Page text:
House Speaker Paul Ryan, in a sweeping speech about the state of modern politics, called Wednesday for more civility and respect amid a presidential campaign marked by name-calling and personal attacks.

“It did not used to be this bad, and it does not have to be this way,” Ryan told a group of congressional interns on Capitol Hill, adding that it is “easy to get disheartened.”

But he said, "We shouldn't accept ugliness as the norm." Ryan also said lawmakers can start making positive changes by how they “conduct ourselves personally -- set an example and lead by example.”

While not naming names, Ryan added that “politics can be a battle of ideas, not a battle of insults.”

The speech marked Ryan's latest commentary on the tone of the current campaign battle. In the weeks leading up to Wednesday’s remarks, Ryan has denounced some of Republican front-runner Donald Trump’s actions. He’s spoken out about Trump’s proposal to ban Muslims from entering the United States as well as his response after ex-Ku Klux Klan leader David Duke backed his candidacy.

“Looking around at what’s taking place in politics today, it is easy to get disheartened,” he added Wednesday. “How many of you find yourself just shaking your head at what you see from both sides? Now, a little skepticism is healthy.”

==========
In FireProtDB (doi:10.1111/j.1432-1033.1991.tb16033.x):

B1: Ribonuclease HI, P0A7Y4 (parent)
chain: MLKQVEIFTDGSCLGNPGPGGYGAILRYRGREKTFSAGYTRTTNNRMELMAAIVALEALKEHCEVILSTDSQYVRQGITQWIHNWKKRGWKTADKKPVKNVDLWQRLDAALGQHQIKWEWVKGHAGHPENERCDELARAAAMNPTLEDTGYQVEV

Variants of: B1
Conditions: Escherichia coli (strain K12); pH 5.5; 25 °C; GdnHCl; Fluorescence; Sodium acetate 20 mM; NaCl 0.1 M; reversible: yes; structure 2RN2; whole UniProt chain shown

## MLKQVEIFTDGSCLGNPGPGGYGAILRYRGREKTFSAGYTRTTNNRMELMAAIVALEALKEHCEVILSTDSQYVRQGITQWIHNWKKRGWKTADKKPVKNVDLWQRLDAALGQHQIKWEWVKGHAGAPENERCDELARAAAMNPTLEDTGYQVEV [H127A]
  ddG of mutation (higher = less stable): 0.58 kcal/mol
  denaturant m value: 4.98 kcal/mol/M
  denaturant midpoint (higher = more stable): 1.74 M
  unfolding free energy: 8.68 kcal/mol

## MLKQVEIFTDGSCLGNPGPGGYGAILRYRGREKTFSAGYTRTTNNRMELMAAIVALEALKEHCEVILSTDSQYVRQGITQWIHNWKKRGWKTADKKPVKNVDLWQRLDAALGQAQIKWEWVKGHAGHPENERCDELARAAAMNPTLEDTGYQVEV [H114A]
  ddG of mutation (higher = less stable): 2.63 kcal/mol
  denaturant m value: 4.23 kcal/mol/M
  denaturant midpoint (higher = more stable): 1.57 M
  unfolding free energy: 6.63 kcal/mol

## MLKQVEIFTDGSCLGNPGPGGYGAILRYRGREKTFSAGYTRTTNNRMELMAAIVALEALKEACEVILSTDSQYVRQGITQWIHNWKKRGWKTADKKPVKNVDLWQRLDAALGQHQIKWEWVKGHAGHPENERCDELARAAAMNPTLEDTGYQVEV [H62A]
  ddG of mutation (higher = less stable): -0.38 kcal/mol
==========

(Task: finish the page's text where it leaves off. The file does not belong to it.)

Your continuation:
The speaker has remained officially neutral in his party's presidential contest so far, even as other GOP leaders have openly searched for ways to prevent Trump from clinching the nomination before the party's July convention in Cleveland.

He has tried to avoid commenting on Trump's candidacy, while saying repeatedly that he intends to support the eventual GOP nominee.

Ryan, his party's 2012 vice presidential nominee, has said he is not interested in running for president should the current candidates falter. He said the same thing last fall about becoming speaker but was eventually drafted into the job after John Boehner, R-Ohio, was pushed out by conservative hard-liners.

Ryan delivered his remarks Wednesday in the lofty hearing room of the Ways and Means Committee, which he previously chaired. The speech came on the final day of congressional work ahead of a two-week spring recess.

The Associated Press contributed to this report.